creates an untyped script variable named foo and assigns it a Button object. You are free to subsequently assign foo to any other type of object. This language, unlike java is not type safe and allows for dynamic typing, therefore it can be as the following variable declaration:

  Hashtable hashtable = new Hashtable();
  Date date = new Date();
  int value = 4;

and this:

  hashtable = new Hashtable(); 
  date = new Date();
  value = 4;

Undefined variables

You can test to see if a variable is "undefined" with the value void, e.g.:

    if ( foobar == void )
        // undefined

You can return a defined variable to the undefined state using the unset() command:

    a == void;  // true
    a = 5;
    unset("a"); // note the quotes
    a == void;  // true

Script methods

BeanShell lets you define and use a special type of method called a script method. Script methods differ from standard Java methods in the following ways:

  • Script methods are methods of an implicit, typeless object
  • Script methods can be defined to accept and return values of any type
  • Script methods can define other script methods

You use standard Java syntax to declare a script method that accepts and returns specific types. For example, the following code

    int addTwoNumbers( int a, int b ) {
        return a + b;

defines a BeanShell method called addTwoNumbers that accepts and returns values of type int. The next example

    int a = addTwoNumbers( 5, 7 );

uses the newly defined method to add two values of type int. You define an untyped script method by omitting type specifications. For example, the following statement

    add( a, b ) {
        return a + b;

defines a script method that accepts arguments of any type. When you invoke an untyped script method, BeanShell interprets the method based on the types of the arguments that you pass to the method. Consider, for example, the following invocations of the untyped add method defined in the preceding example:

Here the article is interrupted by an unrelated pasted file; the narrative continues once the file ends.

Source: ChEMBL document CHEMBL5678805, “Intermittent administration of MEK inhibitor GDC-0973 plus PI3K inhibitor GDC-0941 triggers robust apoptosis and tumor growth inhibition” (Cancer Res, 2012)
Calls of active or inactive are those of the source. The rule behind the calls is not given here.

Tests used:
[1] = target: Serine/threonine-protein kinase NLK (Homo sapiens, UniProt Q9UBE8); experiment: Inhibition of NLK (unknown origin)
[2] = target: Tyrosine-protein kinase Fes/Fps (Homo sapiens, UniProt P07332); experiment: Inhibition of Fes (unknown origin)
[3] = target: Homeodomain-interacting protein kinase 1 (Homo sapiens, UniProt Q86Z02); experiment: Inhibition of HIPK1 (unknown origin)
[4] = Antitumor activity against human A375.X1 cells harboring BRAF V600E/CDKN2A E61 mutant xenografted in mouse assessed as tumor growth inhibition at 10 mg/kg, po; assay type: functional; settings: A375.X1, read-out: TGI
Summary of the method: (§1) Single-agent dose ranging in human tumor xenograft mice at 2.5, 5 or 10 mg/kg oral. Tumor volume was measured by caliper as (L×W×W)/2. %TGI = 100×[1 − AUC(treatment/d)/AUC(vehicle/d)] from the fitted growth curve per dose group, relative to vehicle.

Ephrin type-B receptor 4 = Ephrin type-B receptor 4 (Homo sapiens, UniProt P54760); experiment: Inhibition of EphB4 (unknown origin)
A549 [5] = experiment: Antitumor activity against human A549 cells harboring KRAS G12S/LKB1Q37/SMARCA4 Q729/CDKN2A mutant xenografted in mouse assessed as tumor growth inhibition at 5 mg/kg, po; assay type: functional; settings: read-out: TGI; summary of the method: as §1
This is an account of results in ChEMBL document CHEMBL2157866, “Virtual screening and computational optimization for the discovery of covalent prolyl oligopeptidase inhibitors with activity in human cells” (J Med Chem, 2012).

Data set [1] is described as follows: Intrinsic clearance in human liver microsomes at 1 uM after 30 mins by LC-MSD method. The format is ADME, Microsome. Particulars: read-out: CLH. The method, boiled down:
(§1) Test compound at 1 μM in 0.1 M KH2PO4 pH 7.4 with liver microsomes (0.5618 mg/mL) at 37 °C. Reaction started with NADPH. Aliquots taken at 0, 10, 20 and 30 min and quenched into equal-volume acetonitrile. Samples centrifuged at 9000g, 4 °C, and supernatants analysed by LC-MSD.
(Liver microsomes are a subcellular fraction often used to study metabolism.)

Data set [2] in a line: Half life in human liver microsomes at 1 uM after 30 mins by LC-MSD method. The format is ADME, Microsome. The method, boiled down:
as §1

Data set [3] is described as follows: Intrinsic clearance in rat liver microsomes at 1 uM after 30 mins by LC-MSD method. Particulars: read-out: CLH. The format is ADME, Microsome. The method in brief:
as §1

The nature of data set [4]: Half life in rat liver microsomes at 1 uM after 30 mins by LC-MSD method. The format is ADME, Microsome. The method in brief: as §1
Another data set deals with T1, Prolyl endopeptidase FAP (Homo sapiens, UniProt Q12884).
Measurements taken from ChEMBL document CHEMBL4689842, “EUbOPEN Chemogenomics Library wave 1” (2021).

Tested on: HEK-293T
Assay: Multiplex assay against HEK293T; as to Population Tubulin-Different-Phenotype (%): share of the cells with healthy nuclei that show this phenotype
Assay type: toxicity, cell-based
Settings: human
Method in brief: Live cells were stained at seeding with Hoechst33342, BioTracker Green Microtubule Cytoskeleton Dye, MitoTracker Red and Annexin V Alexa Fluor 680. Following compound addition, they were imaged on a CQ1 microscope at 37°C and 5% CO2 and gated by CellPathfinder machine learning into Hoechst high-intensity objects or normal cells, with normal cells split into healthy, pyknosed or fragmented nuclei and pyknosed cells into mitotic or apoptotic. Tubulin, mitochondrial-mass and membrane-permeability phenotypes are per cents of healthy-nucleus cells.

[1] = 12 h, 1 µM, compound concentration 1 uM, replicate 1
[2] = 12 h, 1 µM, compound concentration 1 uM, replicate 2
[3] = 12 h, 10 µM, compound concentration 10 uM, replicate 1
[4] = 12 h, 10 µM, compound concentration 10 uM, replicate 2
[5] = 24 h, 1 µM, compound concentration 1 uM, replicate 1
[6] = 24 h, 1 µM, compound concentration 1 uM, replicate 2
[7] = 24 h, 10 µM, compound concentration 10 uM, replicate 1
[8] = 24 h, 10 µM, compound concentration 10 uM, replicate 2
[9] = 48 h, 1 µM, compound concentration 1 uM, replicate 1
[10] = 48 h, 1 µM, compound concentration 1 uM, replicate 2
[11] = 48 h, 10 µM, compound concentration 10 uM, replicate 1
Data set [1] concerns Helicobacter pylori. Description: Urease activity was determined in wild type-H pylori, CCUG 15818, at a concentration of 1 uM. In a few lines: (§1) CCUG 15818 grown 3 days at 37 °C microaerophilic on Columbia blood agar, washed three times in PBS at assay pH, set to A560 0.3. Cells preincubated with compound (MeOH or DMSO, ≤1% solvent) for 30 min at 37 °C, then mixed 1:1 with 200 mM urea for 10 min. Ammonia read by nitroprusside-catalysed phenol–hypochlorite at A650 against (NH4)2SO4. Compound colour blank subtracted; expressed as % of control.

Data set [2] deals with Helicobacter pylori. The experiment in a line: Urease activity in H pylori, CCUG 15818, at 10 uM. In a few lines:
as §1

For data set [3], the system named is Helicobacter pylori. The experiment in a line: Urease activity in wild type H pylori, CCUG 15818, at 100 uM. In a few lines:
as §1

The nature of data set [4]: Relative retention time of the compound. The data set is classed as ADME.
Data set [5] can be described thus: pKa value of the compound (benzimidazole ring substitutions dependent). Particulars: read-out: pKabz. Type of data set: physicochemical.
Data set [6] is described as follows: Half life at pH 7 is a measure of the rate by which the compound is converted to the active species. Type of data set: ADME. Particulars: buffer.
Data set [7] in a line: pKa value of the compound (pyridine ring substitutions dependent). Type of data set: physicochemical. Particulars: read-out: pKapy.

foo = add(1, 2);
    print( foo ); // 3

    foo = add("Oh", " baby");
    print( foo ); // Oh baby

The first invocation returns the result of adding, the second, of concatenating the arguments.

Methods with unspecified return types may return any type of object or no object. A return statement is optional. If omitted, the method returns the value of the last statement or expression in the method body. == Scripting objects == In the language BeanShell, you cannot create your own objects, such as understood in object-oriented languages, BeanShell each function or variable object. Often lack standard facilities of the Java language, and if necessary, you can write new ones using Java and use it in BeanShell context.

Implicit objects

The methods and variables defined by a script method are considered to be methods and fields of an implicit object. The reserved identifiers, this, super, and global, refer, respectively, to the current object, the calling object, and the global object. A method can access any variable or method in these scopes by qualifying the variable's name with the name of the appropriate implicit object.

    a = 42;
    foo() {
        a = 97;
        print( a );
        print( this.a );
        print( super.a );

    foo();  // prints 97, 97, 42

A script method can return its implicit object, thereby allowing the invoking script to access variables and methods defined by the method, using standard Java "." notation. For example,

    foo() {
        int a = 42;
        bar() {
            print("The bar is open!");
        return this;
    obj = foo();     // prints "the bar is open!"
    print ( obj.a )  // 42;       // prints "the bar is open!"

This reference

This reference plays a huge role in scripting languages. When you define variables within a block(function), these variables are associated with the unit and can be polcini through a reference to the object that owns:

 foo() {
     int bar = 42;
     return this;
 fooObject = foo();
 print( ); // prints 42!

In addition to this, objects can belong to the following scopes: 'this', 'super' and 'global'.


To synchronize the operations in the block or method is a keyword: synchronized. Examples:

 synchronized ( this ) { }   
 synchronized int foo () { }   
 synchronized int bar () { }   
 int gee() {
       synchronized( super ) { } 


For to take advantage of the multithreaded execution of our scripts, we need to implement the run() method and pass a reference to this object in constructor of Thread class:

 foo() {
    run() {
       // do work...
    return this;
 foo = foo();
 // Запуск двух потоков
 new Thread( foo ).start();
 new Thread( foo ).start();


  1. Programming language BeanShell
  2. BeanShell. Simple Java Scripting
    1. Niemeyer, Pat. "BeanShell [[Software]] License". Retrieved January 13, 2016.  URL–wikilink conflict (help)
    2. "BeanShell". Retrieved January 13, 2016.